Back to my story, the crux move on Moonshadow involves cranking on a 2 finger pocket(about 1 and a quarter digits) and then a drive by huck to an edge. The feet are quite bad as you enter the sequence. Unfortunately there was no way I could hold the pocket with tape on both fingers, I had to give the route a rest until my skin healed. It ended up working out quite well, I needed to tie up some loose ends and fetch some draws I had left hanging at Bardens. My house mate Allie was keen on a day out climbing, so off to Bardens we went....i was psyched but had no real intention of actually climbing, I was on a draw retrieval mission! Back in early October I tried a route called Brain Haemorrhage in the cave, purely only tried it because it was dumping down with rain and there was nowhere else to climb. Anyway, did the moves but found the final sequence quite hard, even after another days work. I thought the route was kinda cool but it is pretty heavily manufactured and there are a lot of better routes to be climbed. So yeah, I totally forgot about the route for probably 6 or 7 weeks until I ripped through my cupboard looking for quick draws before finally realising, I had left them on that route:-( back to ole el Bardens it was.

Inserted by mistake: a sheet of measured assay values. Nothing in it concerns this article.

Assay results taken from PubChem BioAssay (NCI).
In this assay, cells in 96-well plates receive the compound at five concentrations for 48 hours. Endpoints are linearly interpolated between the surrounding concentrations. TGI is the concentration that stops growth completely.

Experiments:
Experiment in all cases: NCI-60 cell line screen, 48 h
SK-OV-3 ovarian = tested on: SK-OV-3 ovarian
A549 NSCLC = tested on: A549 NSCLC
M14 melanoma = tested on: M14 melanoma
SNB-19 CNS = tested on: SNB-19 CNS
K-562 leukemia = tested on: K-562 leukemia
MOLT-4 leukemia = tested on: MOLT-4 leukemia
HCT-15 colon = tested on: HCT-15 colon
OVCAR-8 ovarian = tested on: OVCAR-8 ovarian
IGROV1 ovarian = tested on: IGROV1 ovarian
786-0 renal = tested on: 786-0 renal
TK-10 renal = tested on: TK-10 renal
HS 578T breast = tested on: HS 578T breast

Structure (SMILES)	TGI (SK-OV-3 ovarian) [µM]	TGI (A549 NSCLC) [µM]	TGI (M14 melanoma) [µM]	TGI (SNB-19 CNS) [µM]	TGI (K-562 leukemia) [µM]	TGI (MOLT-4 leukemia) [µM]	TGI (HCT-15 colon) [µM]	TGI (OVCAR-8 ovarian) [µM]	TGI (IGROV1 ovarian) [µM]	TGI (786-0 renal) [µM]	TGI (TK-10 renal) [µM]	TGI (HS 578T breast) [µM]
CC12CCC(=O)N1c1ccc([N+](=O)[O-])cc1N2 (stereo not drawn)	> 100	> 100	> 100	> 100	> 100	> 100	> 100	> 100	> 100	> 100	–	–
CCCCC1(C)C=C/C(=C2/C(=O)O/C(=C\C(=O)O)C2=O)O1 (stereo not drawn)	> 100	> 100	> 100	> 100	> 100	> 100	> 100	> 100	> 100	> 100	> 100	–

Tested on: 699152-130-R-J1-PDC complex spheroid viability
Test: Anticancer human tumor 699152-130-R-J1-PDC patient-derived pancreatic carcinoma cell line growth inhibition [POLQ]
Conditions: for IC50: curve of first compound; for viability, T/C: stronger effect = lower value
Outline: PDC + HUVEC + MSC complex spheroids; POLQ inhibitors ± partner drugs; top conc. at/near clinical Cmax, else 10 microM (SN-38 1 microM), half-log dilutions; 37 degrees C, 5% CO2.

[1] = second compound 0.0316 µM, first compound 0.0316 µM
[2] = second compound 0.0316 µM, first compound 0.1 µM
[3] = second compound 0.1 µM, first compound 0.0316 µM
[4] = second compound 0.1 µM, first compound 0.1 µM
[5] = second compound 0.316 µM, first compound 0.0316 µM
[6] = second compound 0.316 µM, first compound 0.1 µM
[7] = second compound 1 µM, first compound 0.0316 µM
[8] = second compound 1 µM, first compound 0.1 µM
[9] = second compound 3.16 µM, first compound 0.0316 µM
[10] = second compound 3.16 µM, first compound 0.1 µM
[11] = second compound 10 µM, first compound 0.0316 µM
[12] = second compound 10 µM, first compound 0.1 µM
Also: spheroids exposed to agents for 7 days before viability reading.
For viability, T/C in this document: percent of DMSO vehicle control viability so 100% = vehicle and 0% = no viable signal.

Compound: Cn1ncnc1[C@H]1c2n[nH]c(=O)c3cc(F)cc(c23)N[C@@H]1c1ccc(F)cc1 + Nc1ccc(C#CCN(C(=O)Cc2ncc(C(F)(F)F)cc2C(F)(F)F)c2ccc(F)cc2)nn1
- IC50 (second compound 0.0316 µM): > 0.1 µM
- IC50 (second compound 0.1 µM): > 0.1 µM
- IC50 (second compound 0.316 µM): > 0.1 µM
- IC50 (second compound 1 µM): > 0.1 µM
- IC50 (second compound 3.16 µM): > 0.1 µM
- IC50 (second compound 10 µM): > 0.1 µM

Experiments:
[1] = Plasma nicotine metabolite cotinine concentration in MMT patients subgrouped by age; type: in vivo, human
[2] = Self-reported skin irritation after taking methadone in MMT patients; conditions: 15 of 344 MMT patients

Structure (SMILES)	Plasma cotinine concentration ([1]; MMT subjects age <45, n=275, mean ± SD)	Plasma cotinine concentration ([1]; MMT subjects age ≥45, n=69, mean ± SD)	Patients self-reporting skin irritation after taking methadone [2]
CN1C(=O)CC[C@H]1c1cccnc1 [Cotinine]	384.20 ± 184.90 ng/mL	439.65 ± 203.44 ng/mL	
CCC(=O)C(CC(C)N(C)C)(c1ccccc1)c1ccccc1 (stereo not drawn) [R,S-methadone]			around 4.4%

I thought I would have a few warm-up laps on the way of all flesh to see where I was at, because I had been just bouldering for a month prior. I felt as pumped as a parrot on my first lap. But then the next couple felt good. Radness, time to get some draws back......well I was going to have to get to the top anyway so I might as well harden up and give it a crack!